Income at HelpAge International fell by 11 per cent last year

Accounts for the year to 31 March, published by Companies House, show it fell from £30.2m to £27m

HelpAge International
HelpAge International

Income at the international aging charity HelpAge International fell by about 11 per cent last year, its latest accounts show.

In its accounts for the year to 31 March 2017, which were published on the Companies House website last week, the charity reported an income of £27m, compared with £30.2m the previous year.

Expenditure also fell, from £30.3m to £27.1m, giving the charity a £100,000 loss for 2016/17, the accounts show.

The accounts say that the charity undertook a major organisational change in 2016, which led to the charity exiting from some of its programmes and some countries. It replaced them "with activities designed to strengthen the global network of national organisations in their home countries".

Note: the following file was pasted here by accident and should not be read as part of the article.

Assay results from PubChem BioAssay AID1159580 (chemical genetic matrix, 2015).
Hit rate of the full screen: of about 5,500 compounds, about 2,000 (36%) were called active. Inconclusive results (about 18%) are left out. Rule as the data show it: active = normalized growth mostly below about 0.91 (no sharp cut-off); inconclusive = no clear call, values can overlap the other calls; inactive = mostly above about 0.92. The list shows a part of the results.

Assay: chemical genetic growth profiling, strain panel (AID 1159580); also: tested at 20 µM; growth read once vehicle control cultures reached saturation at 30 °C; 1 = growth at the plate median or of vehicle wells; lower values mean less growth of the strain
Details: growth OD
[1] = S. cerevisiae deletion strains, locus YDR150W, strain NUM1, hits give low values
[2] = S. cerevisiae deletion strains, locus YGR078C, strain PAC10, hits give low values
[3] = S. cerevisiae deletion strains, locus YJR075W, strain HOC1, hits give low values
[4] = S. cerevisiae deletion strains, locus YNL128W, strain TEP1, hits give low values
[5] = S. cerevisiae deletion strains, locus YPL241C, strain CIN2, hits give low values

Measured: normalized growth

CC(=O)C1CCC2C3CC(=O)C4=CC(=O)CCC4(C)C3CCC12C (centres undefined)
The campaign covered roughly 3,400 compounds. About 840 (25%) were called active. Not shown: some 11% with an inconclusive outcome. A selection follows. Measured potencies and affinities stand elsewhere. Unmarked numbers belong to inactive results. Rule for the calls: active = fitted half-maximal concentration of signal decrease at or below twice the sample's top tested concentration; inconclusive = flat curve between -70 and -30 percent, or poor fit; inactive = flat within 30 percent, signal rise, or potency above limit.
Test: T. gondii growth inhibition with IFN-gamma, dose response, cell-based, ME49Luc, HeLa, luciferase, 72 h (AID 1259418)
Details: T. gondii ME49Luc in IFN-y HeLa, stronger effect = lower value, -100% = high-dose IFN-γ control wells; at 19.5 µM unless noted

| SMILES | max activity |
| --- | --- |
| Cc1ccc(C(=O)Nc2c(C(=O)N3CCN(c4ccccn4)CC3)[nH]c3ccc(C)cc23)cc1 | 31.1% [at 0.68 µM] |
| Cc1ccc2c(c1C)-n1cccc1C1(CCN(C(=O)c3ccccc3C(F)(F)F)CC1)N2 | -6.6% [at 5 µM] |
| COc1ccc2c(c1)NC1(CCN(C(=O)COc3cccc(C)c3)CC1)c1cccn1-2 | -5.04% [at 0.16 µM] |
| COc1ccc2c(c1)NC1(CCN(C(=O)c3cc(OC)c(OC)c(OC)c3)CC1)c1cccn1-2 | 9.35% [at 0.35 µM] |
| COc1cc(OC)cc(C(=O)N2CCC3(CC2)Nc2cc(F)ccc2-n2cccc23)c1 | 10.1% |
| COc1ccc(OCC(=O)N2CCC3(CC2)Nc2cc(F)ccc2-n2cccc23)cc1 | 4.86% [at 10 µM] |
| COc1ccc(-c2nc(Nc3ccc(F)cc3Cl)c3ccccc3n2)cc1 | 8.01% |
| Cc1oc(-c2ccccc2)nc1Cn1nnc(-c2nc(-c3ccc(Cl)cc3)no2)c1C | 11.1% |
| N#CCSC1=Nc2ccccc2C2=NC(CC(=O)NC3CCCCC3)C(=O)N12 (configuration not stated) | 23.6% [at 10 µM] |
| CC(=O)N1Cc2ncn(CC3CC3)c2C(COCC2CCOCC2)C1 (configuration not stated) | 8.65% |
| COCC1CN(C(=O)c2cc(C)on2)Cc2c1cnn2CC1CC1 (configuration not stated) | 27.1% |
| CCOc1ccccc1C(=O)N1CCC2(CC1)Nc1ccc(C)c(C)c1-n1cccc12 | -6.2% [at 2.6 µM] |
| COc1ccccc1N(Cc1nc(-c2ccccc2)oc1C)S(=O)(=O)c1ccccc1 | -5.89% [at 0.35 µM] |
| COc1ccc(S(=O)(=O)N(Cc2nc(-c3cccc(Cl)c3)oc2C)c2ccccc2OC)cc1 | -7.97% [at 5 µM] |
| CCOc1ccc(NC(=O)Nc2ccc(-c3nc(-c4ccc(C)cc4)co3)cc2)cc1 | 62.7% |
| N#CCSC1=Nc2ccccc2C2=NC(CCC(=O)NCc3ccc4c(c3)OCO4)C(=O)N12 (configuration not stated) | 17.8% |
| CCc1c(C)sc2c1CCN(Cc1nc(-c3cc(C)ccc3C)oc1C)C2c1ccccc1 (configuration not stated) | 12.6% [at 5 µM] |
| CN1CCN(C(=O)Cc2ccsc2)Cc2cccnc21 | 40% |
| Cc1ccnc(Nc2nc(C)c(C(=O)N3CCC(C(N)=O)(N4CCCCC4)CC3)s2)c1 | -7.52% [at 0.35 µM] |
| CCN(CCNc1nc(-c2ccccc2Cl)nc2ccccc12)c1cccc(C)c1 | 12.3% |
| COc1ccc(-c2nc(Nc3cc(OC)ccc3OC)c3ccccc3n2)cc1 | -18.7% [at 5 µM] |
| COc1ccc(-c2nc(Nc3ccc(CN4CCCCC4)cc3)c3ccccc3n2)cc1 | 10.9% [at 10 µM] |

Unrestricted reserves of £200,000 were used to fund the organisational change, the accounts show.

The charity also spent £213,000 on redundancy and termination costs in the year covered by the latest accounts, compared with £289,000 for the previous year.

The charity employed 50 fewer staff worldwide, with overall numbers falling to 561, but the UK workforce fell by only six people, leaving 70 on the payroll.

The charity’s pension liability also increased by 50 per cent to £1.2m, according to the accounts.

The accounts also raise the risk of a loss of funding from the European Union because of last summer’s referendum, with approximately 9 per cent of the charity’s funding coming from EU development and humanitarian funds.

The UK’s Department for International Development’s review of its civil society funding strategy has also led to the charity implementing a new business model and cost structure, the accounts say.

Have you registered with us yet?

Register now to enjoy more articles and free email bulletins

Already registered?
Sign in
RSS Feed

Third Sector Insight

Sponsored webcasts, surveys and expert reports from Third Sector partners